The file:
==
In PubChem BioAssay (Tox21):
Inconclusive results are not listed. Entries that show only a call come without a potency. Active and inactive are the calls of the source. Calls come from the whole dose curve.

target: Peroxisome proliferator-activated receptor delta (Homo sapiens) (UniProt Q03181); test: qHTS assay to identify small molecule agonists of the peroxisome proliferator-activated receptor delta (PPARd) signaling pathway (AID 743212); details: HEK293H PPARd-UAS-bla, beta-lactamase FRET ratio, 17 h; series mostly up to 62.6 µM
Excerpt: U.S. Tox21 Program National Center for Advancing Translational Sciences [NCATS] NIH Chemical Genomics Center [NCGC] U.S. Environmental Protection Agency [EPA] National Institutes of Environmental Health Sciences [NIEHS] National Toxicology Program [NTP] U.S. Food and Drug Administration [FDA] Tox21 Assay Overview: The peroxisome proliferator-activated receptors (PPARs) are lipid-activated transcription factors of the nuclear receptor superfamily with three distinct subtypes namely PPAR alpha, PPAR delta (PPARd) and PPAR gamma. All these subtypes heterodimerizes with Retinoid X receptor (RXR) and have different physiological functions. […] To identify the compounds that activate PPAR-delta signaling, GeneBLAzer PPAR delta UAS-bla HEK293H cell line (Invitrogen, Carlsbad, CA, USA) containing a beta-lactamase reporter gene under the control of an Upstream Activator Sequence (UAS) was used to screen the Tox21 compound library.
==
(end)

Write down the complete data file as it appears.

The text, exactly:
In PubChem BioAssay (Tox21):
Inconclusive results are not listed. Entries that show only a call come without a potency. Active and inactive are the calls of the source. Calls come from the whole dose curve.

target: Peroxisome proliferator-activated receptor delta (Homo sapiens) (UniProt Q03181); test: qHTS assay to identify small molecule agonists of the peroxisome proliferator-activated receptor delta (PPARd) signaling pathway (AID 743212); details: HEK293H PPARd-UAS-bla, beta-lactamase FRET ratio, 17 h; series mostly up to 62.6 µM
Excerpt: U.S. Tox21 Program National Center for Advancing Translational Sciences [NCATS] NIH Chemical Genomics Center [NCGC] U.S. Environmental Protection Agency [EPA] National Institutes of Environmental Health Sciences [NIEHS] National Toxicology Program [NTP] U.S. Food and Drug Administration [FDA] Tox21 Assay Overview: The peroxisome proliferator-activated receptors (PPARs) are lipid-activated transcription factors of the nuclear receptor superfamily with three distinct subtypes namely PPAR alpha, PPAR delta (PPARd) and PPAR gamma. All these subtypes heterodimerizes with Retinoid X receptor (RXR) and have different physiological functions. […] To identify the compounds that activate PPAR-delta signaling, GeneBLAzer PPAR delta UAS-bla HEK293H cell line (Invitrogen, Carlsbad, CA, USA) containing a beta-lactamase reporter gene under the control of an Upstream Activator Sequence (UAS) was used to screen the Tox21 compound library.